Solar Eclipse Teacher Resources

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Showing 21 - 40 of 68 resources
Young scholars examine eclipses. In this eclipse lesson, students investigate solar and lunar eclipses. Young scholars complete a WebQuest and write a descriptive summary of eclipses. Lesson references a WebQuest, but does not include a link.
In this eclipses learning exercise, students read about solar and lunar eclipses to complete 8 short answer questions comparing the two types of eclipses.
Students view and discuss various images of solar events. They research and create a flip book demonstrating the progression of two solar events, and write a poem describing their chosen solar event.
In this moon instructional activity, learners review the different phases of the moon and differences between a lunar and solar eclipse. This instructional activity has 13 fill in the blank and 5 true or false questions.
In this eclipse instructional activity, students answer 7 fill in the blank questions, 4 matching questions, and complete a timeline table with.
In this moon worksheet, students fill in the different phases on the moon on a diagram and label each phase. Students compare a solar and lunar eclipse. This worksheet has 2 fill in the blank and 3 short answer questions.
In this earthquake exploration worksheet, students complete 2 prior knowledge questions, then use "2D Eclipse Gizmo" to conduct several activities, completing short answer questions when finished.
In this eclipse worksheet, students complete a hands on activity where they simulate an eclipse and answer short answer questions about it. Students complete 19 questions.
Third graders identify the phases of the moon. They use technology to access websites on the Internet dealing with the moon.
Students write journal entries about eclipses with a focus on solar eclipses.
Geared toward middle school learners, this 36-page series of exercises includes deducing definitions from context, sequencing, making inferences and predictions, scanning, reading non-verbal materials, and more! It is well constructed, includes answer keys by section, and expresses the overall message of acceptance of differences and diversity. This resource could be used incrementally or for approximately one week of class. Note: There is a Bible  quote on the first page that you may choose to alter before distribution.
Introuduce your scientists to the differences in air at varying altitudes with a colorful explanatory graph. After some discussion, they view unbelievable footage of mountain-climbing Leo Houlding and a narrative about how he might do climbing Mount Everest. Unfortunately, links to the articles to read in the closing activity are no longer working. If you set up a free National Geographic membership, you can find the articles through their website. This would be a fascinating enrichment to your atmosphere unit.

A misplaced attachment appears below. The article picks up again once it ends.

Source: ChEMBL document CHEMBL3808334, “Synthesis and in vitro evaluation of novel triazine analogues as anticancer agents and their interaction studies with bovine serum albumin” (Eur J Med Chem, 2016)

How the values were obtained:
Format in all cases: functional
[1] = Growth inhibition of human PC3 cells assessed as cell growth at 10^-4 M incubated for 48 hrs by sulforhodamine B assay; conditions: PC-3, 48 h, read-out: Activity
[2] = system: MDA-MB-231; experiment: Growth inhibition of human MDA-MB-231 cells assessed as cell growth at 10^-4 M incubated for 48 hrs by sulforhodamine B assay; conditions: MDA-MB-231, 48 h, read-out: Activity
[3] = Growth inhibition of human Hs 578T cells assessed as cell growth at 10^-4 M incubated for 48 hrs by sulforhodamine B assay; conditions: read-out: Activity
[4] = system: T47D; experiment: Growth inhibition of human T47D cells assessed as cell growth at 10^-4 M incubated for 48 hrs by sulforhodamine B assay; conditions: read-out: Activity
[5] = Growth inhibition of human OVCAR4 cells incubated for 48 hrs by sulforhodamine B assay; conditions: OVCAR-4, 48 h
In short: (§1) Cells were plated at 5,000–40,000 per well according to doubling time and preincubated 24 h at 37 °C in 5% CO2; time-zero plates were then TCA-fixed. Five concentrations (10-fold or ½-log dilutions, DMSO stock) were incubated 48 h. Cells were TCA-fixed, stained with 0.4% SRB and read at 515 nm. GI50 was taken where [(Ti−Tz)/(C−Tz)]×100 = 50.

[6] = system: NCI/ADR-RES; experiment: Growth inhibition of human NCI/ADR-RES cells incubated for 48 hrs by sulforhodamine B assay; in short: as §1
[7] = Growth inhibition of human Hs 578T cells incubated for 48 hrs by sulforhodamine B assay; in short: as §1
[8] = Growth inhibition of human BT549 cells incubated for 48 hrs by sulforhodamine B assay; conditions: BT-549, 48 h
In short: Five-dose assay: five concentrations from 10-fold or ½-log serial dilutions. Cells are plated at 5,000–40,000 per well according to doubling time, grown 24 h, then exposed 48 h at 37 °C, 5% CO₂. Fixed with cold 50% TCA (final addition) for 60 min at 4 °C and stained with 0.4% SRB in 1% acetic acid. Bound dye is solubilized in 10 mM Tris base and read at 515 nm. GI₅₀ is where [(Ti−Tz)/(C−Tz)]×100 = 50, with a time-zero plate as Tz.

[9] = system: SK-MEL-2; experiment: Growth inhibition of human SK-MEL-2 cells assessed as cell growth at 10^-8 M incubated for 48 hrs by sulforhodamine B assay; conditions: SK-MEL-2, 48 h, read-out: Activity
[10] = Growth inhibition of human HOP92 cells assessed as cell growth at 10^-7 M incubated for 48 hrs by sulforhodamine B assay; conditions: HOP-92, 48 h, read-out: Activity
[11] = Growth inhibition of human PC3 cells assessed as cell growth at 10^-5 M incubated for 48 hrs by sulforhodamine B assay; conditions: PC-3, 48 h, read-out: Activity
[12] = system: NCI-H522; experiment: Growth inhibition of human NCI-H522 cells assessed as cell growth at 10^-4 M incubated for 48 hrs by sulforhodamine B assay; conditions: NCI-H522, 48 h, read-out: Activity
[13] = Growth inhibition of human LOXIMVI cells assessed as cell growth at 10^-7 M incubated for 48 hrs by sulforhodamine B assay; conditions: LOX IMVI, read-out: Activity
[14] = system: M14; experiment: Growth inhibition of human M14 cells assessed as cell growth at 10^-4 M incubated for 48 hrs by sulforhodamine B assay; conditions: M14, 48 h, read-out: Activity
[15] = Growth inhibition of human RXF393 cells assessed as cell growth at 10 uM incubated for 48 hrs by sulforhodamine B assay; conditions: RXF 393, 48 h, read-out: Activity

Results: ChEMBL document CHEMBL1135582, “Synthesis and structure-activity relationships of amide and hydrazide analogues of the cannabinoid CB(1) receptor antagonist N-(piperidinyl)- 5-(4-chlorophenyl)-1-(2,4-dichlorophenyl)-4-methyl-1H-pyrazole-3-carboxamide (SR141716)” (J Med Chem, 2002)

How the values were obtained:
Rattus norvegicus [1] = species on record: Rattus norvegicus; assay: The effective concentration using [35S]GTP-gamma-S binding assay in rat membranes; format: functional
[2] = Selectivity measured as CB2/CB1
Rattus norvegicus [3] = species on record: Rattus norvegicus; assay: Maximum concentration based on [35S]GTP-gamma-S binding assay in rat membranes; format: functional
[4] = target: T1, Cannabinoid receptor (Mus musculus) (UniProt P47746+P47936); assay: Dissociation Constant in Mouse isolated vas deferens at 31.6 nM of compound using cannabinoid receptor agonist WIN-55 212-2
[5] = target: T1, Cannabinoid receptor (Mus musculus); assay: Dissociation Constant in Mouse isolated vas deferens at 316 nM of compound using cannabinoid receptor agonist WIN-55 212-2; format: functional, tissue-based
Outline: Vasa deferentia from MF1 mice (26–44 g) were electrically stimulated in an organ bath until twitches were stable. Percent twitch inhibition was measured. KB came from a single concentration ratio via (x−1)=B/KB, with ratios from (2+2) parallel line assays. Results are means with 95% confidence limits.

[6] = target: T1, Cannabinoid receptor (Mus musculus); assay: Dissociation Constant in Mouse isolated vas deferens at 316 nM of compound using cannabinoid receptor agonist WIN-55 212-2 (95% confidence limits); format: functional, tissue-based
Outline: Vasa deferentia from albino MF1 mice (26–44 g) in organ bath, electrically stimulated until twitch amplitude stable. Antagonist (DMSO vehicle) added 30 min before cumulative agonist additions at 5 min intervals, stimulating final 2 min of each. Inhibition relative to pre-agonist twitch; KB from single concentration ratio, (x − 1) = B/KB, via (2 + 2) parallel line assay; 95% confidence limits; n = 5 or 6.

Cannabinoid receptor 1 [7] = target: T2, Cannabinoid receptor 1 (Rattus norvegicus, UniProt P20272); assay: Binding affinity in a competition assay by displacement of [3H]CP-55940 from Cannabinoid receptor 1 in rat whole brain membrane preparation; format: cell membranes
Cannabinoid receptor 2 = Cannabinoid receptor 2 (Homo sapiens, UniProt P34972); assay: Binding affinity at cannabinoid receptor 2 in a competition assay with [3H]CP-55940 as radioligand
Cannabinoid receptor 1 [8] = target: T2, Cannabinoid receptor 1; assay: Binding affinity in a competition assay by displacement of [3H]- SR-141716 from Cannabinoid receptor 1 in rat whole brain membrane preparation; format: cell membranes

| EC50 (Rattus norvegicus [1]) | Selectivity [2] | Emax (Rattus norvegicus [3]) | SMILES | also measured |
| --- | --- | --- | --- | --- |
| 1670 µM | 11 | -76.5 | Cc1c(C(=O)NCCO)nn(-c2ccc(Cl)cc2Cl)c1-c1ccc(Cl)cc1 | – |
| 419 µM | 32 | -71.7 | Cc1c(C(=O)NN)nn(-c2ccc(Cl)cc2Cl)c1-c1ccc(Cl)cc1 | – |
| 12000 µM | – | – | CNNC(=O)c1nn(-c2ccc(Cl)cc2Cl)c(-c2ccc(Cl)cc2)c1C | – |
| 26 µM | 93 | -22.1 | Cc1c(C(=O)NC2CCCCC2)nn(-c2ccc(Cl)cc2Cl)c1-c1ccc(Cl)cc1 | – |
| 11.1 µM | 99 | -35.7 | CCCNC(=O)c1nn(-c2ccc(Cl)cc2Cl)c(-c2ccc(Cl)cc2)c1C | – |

Jr. high learners explore the concept of Elongation. They analyze the phases of the moon and position of the sun in order to create a flip book. They will then use their books to determine the local time using the sun and moon. Excellent!
Students explore light and shadow and discover that the sun is the primary source of light. they explore the aspects of light and that the size and shape of a shadow depends on the proximity of the light source and create a sundial.
In this moon phase worksheet, students are given a "moon pop" and they make a diagram of the moon's phases using the "moon pop" as a guide. They answer questions about the phases of the moon and solar and lunar eclipses.
A guide to recreating all the phases of the moon out of Oreo cookies with varying amounts of cream filling.  Although a simple activity, there are more involved questions requiring moon cycle and phase comprehension and leading on to eclipse information.
In this space and phonics worksheet, students complete six sentences about the planets with words from the word bank and a list of /tch/ ending words. Students then complete a space-themed page about contractions.
The 1800s were a time of great change in the worlds of art, literature, and music. This presentation covers major works and artists that exemplify the Romantic, Realist, and Impressionist movements. Why not make this presentation a multimedia experience and play a little Schuman during your lecture?
Young scholars examine the landscapes and people of Australia through an interactive program. They virtually visit major cities and places in the country. They examine the wildlife and plants as well.
Students complete a unit on Black History Month. They explore various websites, develop a timeline of Dr. King's life, create a travel brochure for the King Center, design a commercial starring Jesse Owens, design a baseball card for Jackie Robinson, and create a poster illustrating an African American woman's accomplishments.

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